Cloudless Sulphur Phoebis sennae, REGUA, June 2012

10 August 2012

Pale Prominent

This Pale Prominent turned up in the house last night. Managed a few half decent images. Such a weird looking moth!

Pale Prominent Pterostoma palpina

9 August 2012

Neotropical skippers at REGUA

So far 93 species of skippers (Hesperiidae) have been recorded at REGUA in south-east Brazil, although there are probably a lot more species present. Here's three very different looking species, photographed at REGUA in June.

Brown Longtail Urbanus procne, REGUA, June 2012

Neotropical Chequered Skipper Pyrgus oileus, REGUA, June 2012

Common Banded Skipper Autochton neis (probably), REGUA, June 2012. Skippers
are notoriously difficult to identify. The only other species that I think this could
possibly be is Autochton integrifascia, but this species seems to have four white
apical spots and a broader median band. It would also be new for REGUA.

7 August 2012

Clearwings, metalmarks and hairstreaks

In June there were a lot of clearwing butterflies (Ithomiinae) flying at REGUA (south-east Brazil). They seem to prefer the dark forest interior which made getting sharp photos real a challenge.

Hymenaea Clearwing Episcada hymenaea, REGUA, June 2012

Dero/Celtina Clearwing Dircenna dero celtina, REGUA, June 2012

Hypothyris ninonia daeta, REGUA, June 2012

And a few metalmarks (Riodinidae).

Blue Doctor/Periander Metalmark/Variable Beautymark Rhetus periander eleusinus
REGUA, June 2012

Erota Metalmark Notheme erota agathon, REGUA, June 2012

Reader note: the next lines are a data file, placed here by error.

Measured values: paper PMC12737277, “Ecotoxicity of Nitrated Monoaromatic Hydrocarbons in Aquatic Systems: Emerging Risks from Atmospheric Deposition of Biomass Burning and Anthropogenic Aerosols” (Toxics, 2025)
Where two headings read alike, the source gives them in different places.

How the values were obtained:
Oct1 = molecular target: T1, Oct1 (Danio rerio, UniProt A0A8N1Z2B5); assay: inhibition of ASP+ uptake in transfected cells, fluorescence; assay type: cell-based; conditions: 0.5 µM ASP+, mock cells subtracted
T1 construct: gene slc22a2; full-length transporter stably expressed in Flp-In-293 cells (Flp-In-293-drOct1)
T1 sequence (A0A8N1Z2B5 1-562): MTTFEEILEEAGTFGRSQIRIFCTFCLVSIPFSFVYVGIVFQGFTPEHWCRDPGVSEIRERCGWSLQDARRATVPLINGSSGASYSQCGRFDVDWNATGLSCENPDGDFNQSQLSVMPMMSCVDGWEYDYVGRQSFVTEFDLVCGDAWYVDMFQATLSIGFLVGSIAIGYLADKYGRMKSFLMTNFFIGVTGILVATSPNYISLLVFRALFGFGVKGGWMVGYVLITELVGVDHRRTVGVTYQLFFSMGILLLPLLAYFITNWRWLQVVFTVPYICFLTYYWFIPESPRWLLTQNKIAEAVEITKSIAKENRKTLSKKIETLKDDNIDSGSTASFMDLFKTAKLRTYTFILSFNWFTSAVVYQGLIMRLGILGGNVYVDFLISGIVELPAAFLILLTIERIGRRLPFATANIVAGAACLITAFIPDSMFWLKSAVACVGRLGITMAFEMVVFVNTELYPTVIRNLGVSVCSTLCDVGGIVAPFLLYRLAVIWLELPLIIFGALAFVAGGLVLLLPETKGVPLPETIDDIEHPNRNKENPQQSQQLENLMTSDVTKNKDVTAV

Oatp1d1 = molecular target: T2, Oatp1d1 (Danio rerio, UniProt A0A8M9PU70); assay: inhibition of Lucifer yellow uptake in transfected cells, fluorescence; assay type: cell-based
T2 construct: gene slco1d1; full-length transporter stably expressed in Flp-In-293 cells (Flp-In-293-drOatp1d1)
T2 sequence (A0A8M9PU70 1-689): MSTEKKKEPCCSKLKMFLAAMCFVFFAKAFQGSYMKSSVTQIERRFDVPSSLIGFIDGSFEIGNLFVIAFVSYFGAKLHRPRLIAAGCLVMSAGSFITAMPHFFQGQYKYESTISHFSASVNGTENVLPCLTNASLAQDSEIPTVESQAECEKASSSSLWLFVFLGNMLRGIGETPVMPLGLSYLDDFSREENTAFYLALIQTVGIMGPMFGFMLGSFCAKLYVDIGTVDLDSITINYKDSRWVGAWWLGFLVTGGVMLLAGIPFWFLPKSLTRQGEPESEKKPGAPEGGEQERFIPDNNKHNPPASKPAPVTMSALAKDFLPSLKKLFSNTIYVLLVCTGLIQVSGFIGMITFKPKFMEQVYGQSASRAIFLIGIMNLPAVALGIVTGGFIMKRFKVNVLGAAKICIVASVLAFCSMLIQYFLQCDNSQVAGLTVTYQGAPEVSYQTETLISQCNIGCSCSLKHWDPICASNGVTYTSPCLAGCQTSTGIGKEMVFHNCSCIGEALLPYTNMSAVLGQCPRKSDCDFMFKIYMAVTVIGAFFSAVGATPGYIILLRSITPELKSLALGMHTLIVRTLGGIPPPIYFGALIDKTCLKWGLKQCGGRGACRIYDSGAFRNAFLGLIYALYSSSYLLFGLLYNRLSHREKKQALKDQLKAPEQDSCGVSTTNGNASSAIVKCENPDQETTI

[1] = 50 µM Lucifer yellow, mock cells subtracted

Nyctea Eyemark Mesosemia nyctea, REGUA, June 2012

Also a few hairstreaks (Lycaenidae) were around as well, but I only managed half decent photos of this one.

Cupentus Hairstreak Megathecla cupentus, REGUA, June 2012

4 August 2012

Neotropical butterflies at REGUA

On my recent trip to Brazil I became just a teeny weeny bit obsessed with butterflies and moths. For much of the trip, birding took a back seat and I spent many hours photographing the large numbers of butterflies found around the wetland. However, putting a name to them was far from easy. In fact, being almost a complete novice, just assigning them to family was problematic.

There is currently no comprehensive field guides to either butterflies or moths of the Atlantic Forest region in Brazil. But the excellent natural history library at REGUA's Guapi Assu Bird Lodge has two books that helped me identify some of the butterflies - Misiones Butterflies (Díaz et al., 2007) that illustrates a few common species of north-east Argentina, and Butterflies of Southern Amazonia (Garwood et al., 2009).

These are of the Nymphalidae family (Brush-footed/Four-footed butterflies).

Orsis Bluewing Myscelia orsis, REGUA, June 2012

Abia Sister Adelpha abia, REGUA, June 2012

Scarlet Peacock Anartia amathea roeselia, REGUA, June 2012

White Peacock Anartia jatrophae, REGUA, June 2012

Blue Cracker Hamadryas arete, REGUA, June 2012

Juno Longwing Dione juno, REGUA, June 2012

Tropical Buckeye Junonia evarete, REGUA, June 2012

Cramer's Eighty-eight Diaethria clymena janeira, REGUA, June 2012

Stinky Leafwing Historis odius odius, REGUA, June 2012

Over the last few years, Alexandre Soares and Nilton Tangerini of the Department of Entomology, National Museum, Federal University of Rio de Janeiro, and Jorge Bizarro, REGUA's Research Co-ordinator, have been carrying out fieldwork on the Lepidoptera at REGUA (published in 2011). 287 species of butterflies have been recorded so far with a large photo library built up, and two years worth of flight period data collected. As a result we've decided to produce a Checklist of the Butterflies of REGUA, similar to the recently published Checklist of the Birds of REGUA, but with the addition of a photographic field guide to the 50 most common butterfly species.

More butterfly photos to follow, once I've identified them. I'd like to promise a bird post soon, but I live in Surrey and it's early August so it don't, look, good.